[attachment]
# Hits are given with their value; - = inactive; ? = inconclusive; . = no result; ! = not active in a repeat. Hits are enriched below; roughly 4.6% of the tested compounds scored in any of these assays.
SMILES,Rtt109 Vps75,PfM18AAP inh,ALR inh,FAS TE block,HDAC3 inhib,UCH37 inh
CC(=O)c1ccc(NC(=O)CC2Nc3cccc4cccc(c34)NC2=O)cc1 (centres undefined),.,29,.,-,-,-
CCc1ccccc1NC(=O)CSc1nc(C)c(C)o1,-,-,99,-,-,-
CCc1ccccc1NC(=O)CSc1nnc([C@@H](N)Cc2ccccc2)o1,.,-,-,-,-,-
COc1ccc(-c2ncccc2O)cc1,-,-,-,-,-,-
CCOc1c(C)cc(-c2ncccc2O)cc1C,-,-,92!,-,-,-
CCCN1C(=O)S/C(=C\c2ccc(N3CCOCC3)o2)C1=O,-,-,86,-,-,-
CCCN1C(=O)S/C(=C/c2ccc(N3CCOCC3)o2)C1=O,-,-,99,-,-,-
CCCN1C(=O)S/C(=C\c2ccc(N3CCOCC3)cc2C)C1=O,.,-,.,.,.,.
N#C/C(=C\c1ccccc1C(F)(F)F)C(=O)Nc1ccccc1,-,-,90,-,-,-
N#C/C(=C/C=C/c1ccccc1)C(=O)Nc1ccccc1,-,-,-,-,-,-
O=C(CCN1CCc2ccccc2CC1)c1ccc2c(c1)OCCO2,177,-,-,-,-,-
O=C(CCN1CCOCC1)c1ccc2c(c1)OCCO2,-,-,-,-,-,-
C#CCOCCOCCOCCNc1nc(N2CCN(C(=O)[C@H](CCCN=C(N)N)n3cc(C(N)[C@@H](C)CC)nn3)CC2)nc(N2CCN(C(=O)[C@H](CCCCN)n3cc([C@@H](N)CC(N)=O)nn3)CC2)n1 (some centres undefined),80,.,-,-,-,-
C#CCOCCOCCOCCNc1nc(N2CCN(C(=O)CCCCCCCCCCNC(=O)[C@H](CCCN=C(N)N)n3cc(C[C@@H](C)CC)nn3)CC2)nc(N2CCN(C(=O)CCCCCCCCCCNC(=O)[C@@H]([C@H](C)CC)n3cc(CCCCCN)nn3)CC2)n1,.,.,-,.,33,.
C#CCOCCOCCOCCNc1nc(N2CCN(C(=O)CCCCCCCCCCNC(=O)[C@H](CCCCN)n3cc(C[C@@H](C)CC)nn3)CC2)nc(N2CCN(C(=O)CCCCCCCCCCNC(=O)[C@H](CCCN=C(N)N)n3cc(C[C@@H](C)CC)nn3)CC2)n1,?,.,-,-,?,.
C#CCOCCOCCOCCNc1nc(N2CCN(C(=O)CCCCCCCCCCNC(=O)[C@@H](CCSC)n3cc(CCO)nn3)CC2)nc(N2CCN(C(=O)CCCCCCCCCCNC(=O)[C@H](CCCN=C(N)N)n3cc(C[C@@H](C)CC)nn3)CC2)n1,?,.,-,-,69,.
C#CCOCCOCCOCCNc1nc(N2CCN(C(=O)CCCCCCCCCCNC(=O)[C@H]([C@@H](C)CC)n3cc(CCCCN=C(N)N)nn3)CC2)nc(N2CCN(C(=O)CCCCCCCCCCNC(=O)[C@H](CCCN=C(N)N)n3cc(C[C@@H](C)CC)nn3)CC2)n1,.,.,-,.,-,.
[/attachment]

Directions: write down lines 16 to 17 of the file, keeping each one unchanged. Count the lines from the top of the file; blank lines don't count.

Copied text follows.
C#CCOCCOCCOCCNc1nc(N2CCN(C(=O)CCCCCCCCCCNC(=O)[C@H](CCCN=C(N)N)n3cc(C[C@@H](C)CC)nn3)CC2)nc(N2CCN(C(=O)CCCCCCCCCCNC(=O)[C@@H]([C@H](C)CC)n3cc(CCCCCN)nn3)CC2)n1,.,.,-,.,33,.
C#CCOCCOCCOCCNc1nc(N2CCN(C(=O)CCCCCCCCCCNC(=O)[C@H](CCCCN)n3cc(C[C@@H](C)CC)nn3)CC2)nc(N2CCN(C(=O)CCCCCCCCCCNC(=O)[C@H](CCCN=C(N)N)n3cc(C[C@@H](C)CC)nn3)CC2)n1,?,.,-,-,?,.